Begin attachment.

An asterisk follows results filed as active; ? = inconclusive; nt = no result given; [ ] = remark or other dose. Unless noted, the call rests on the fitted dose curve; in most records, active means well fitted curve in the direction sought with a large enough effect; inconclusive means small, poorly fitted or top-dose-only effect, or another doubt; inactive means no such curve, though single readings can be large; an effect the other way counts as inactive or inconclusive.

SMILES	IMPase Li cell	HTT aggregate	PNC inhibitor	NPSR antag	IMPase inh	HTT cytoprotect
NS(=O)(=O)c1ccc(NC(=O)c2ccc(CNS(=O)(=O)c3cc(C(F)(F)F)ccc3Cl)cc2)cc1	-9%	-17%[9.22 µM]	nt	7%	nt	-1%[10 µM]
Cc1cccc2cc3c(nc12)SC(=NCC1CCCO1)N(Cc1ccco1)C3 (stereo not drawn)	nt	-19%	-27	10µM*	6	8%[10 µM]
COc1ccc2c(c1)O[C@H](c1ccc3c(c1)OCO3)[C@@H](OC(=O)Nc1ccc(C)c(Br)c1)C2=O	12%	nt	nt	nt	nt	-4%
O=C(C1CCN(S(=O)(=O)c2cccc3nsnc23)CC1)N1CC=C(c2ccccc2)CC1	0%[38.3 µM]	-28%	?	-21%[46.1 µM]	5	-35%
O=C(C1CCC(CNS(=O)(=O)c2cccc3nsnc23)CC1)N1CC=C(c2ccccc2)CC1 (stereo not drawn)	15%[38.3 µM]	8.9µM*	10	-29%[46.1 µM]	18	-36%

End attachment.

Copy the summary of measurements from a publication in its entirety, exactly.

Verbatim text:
An asterisk follows results filed as active; ? = inconclusive; nt = no result given; [ ] = remark or other dose. Unless noted, the call rests on the fitted dose curve; in most records, active means well fitted curve in the direction sought with a large enough effect; inconclusive means small, poorly fitted or top-dose-only effect, or another doubt; inactive means no such curve, though single readings can be large; an effect the other way counts as inactive or inconclusive.

SMILES	IMPase Li cell	HTT aggregate	PNC inhibitor	NPSR antag	IMPase inh	HTT cytoprotect
NS(=O)(=O)c1ccc(NC(=O)c2ccc(CNS(=O)(=O)c3cc(C(F)(F)F)ccc3Cl)cc2)cc1	-9%	-17%[9.22 µM]	nt	7%	nt	-1%[10 µM]
Cc1cccc2cc3c(nc12)SC(=NCC1CCCO1)N(Cc1ccco1)C3 (stereo not drawn)	nt	-19%	-27	10µM*	6	8%[10 µM]
COc1ccc2c(c1)O[C@H](c1ccc3c(c1)OCO3)[C@@H](OC(=O)Nc1ccc(C)c(Br)c1)C2=O	12%	nt	nt	nt	nt	-4%
O=C(C1CCN(S(=O)(=O)c2cccc3nsnc23)CC1)N1CC=C(c2ccccc2)CC1	0%[38.3 µM]	-28%	?	-21%[46.1 µM]	5	-35%
O=C(C1CCC(CNS(=O)(=O)c2cccc3nsnc23)CC1)N1CC=C(c2ccccc2)CC1 (stereo not drawn)	15%[38.3 µM]	8.9µM*	10	-29%[46.1 µM]	18	-36%